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For, if the complete figure were taken up, reversed, and then placed with A in its former position,
and AD along the former position of AE; then, :; DAE and 2 EAD are the same,
AE would fall along the former position of AD. Also,
.:: AB = AC, B would fall where C was, and C would fall where B was; ::. BC would fall where CB was.
(Ax. 10) Hence ABC would occupy the former position of Z ACB, and < DBC the former position of ZECB. ::: Z ABC = LACB and Z DBC = ECB. (Ax. 8)
Q. E. D.
Note 1.-A proof similar in nature to the above is easily constructed for Prop. VI.; but no saving of space is thereby effected.
Note 2.—The first part of Prop. V. may be proved as a particular case of Prop. IV. For BA, AC, and _BAC
CA, AB, and <CAB, each to each, in the A ABC, and the same A ACB. .. the 28 opposite B A and CA are equal.
3. PROPOSITION VII.-THEOREM. Upon the same base and upon the same side of it there cannot be two triangles which have not only their sides which are terminated in one extremity of the base equal to one another, but also those which are terminated in the other extremity. If it be possible, upon the same base, and on the same side
of it, let there be two As ACB, ADB, which have not only CA, DA terminated in A equal, but also CB, DB terminated in B.
When the vertex of each A lies without the other A, take E in AC and F where AD cuts BO; when the vertex of one A lies within the other, take E in AC produced and F where AD produced cuts BC.
::: AC= AD,
(I. 5) .. the ZFDC is > the 2 FCD. Again,
.: BC= BD,
(I. 5) :. the LFDC is < the ZFCD; so that the _ FDC is both > and < the ZFCD; which is absurd. The case in which the vertex of onė A lies upon a side of
the other needs no proof. Wherefore, &c.
Q. E. D. Note. - The proof just given will be seen to apply at the same time to both the cases usually given.
4. PROPOSITION XIII.—THEOREM.
Any two adjacent angles which one straight line makes with
another, are together equal to two right angles.
But, if CBA does not draw BE LCD, so that CBE, EBD are rt. Z 8.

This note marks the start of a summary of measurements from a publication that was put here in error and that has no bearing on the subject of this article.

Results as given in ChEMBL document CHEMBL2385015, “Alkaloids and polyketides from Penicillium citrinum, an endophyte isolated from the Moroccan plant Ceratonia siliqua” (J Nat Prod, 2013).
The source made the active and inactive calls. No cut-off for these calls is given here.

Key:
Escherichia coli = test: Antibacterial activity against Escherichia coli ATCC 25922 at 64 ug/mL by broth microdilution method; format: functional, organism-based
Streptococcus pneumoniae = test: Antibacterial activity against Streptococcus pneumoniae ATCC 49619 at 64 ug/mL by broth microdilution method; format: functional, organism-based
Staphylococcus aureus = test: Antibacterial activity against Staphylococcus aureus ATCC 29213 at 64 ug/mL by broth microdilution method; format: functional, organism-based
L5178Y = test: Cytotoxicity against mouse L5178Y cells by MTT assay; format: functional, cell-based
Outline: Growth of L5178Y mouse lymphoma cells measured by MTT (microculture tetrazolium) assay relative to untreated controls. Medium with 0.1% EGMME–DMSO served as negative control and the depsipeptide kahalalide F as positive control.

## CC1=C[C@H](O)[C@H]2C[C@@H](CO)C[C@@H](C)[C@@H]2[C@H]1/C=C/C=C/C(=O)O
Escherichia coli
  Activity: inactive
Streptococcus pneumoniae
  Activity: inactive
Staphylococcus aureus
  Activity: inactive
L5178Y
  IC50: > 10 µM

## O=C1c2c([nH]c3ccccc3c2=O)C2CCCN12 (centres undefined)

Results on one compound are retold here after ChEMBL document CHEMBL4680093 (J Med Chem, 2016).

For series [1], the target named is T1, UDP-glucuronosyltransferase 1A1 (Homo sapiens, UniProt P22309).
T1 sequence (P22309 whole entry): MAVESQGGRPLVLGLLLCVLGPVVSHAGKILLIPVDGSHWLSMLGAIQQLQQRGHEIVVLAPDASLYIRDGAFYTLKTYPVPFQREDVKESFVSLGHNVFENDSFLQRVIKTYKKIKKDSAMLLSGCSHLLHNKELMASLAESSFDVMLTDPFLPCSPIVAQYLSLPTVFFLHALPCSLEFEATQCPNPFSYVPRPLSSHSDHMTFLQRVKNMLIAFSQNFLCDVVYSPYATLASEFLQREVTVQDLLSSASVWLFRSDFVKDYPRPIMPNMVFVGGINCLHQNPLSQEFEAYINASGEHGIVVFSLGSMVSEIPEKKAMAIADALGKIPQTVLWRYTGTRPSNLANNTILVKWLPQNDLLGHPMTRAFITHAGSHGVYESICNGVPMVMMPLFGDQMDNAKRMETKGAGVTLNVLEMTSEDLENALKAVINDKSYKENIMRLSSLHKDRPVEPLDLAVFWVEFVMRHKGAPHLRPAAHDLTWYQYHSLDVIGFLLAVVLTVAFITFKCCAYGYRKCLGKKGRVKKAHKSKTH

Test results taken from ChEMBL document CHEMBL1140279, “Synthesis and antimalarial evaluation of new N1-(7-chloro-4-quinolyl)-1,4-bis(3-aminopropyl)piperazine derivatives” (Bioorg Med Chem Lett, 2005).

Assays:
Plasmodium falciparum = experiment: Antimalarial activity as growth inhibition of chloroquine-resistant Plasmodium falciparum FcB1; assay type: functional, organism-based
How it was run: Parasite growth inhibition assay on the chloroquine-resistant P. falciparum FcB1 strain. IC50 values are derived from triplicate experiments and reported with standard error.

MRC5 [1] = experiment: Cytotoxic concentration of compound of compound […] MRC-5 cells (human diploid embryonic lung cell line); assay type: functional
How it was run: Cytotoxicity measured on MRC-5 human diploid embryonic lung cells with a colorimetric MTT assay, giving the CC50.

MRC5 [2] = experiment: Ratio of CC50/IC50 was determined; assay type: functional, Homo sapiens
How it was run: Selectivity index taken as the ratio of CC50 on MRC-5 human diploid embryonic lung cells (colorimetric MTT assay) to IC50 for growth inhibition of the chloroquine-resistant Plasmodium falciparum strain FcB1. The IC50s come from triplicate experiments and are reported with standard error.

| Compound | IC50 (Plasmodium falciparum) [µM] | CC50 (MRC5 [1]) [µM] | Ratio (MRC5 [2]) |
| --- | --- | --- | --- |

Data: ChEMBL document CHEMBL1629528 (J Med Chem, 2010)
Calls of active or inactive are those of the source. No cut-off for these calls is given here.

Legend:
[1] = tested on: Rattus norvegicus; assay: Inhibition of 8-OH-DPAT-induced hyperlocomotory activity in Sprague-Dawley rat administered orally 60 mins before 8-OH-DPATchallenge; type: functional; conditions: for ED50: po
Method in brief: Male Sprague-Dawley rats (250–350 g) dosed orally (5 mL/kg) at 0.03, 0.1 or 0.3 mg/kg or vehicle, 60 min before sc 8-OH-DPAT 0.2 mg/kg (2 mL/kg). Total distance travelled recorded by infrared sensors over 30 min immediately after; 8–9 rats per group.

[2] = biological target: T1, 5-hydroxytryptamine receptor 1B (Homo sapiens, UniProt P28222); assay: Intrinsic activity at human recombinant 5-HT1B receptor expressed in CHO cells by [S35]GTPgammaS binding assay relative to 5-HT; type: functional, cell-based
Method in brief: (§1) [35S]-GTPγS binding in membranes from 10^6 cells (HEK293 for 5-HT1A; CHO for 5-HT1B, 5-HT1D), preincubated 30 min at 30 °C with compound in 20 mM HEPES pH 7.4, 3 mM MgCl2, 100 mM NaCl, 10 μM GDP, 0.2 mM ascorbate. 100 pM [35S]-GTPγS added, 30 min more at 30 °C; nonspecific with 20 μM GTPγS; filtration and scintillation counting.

(I. 11) Then _ DBA and a part of _ ABC together make up
the rt. ZDBE, and the remaining part of ABC forms the other rt. EBC. Therefore the two Zs DBA, ABC together = two rt. Z s.
Q. E. D. Note.—A considerable simplification may be introduced into the usual proof, as already given in the text, by merely denoting the three small angles of the second figure by a, b, y. The same expedient may be used with advantage in XIV., XV., XXVIII., XXIX.
5. PROPOSITION XX.—THEOREM. Any two sides of a triangle are together greater than the third side.
Let ABC be any A ; then shall AC, CB be > AB; CB, BA be > AC; and BA,
AC > BC. Bisect the ZACB by the str. line CD, meeting AB in D,
Then LACD = LBCD; but _ADC is > BCD. (I. 16)
.. LADC is > LACD;
(I. 19) Similarly, side BC is > BD. .. the two sides AC, CB together are > AB.
In the same way we may prove the other inequalities.
Q. E. D.
6. PROPOSITION XXIV.-THEOREM.
If two triangles have two sides of the one equal to two sides of the other, each to each, but the contained angle of the one greater
than the contained angle of the other, then the base of that which has the greater angle shall be greater than the base of the other.
In the As ABC, DEF, let BA, AC = ED, DF, each to each, but let the <BAC be > ZEDF.
Then shall the base BC be > the base EF.
Make ZCAG = LFDE (I. 23), AG = DE; and join CG. Then CA, AG = FD, DE, each to each; and 2 CAG=FDE; .:. the base CG = base EF.
(I. 9) ::: ZBAC is > half of ZBAG, the bisecting line will meet BC. Let it meet BC in H; and join GH. Then BA, AH = GA, AH, each to each, and BAH = ZGAH;
.. the base BH = base GH,
:. the base BC= GH, HC together ; But GH, HC together are > GC.
(I. 20) .:. BC is > GC; i. BC is > EF. Q.E.D.
7. PROPOSITION XXVI.-THEOREM.
If two triangles have two angles of the one equal to two angles of the other, each to each, and one side equal to one side, namely, either the sides adjacent to the equal angles or the sides opposite to either pair of equal angles; then shall their other sides be equal, each to each, and also their third angles. First, let the As ABC, DEF have
ZB = LE, 2C= _F, and side BC = side EF. Then shall AB = DE, AC = DF, and LA = D.
Apply A ABC to ADEF, putting B on E and BC on EF. Then C will fall on F, :: BC= EF; Also BA will fall on ED, ::: ZB :
; and CA will fall on FD, .:: ZC= _F.
.. A will fall on D; :. BA will coincide with ED and be equal to it, (Ax. 8)
CA will coincide with FD and be equal to it, and ZA will coincide with 2D and be equal to it. Secondly, let the As ABC, DEF have
ZB = LE, 2C = ZDFE, and side AB = side DE. In this case, also, they shall be equal in all respects. A
H F E
F H Apply A ABC to A DEF, putting A on D and AB on DE.
Then B will fall on E, ::: AB = DE; also BC will fall on EF, ::: ZB = LE; also AC will fall on DF.
For, if not, let it meet EF or EF produced in H.
::20 = ZDFE; .. ZDHE = DFE ; which is impossible.
(I. 16) .. AC does fall on DF; and, as before, the As ABC, DEF coincide; and are equal in all respects.
(Ax. 8) Wherefore, &c.
Q. E. D.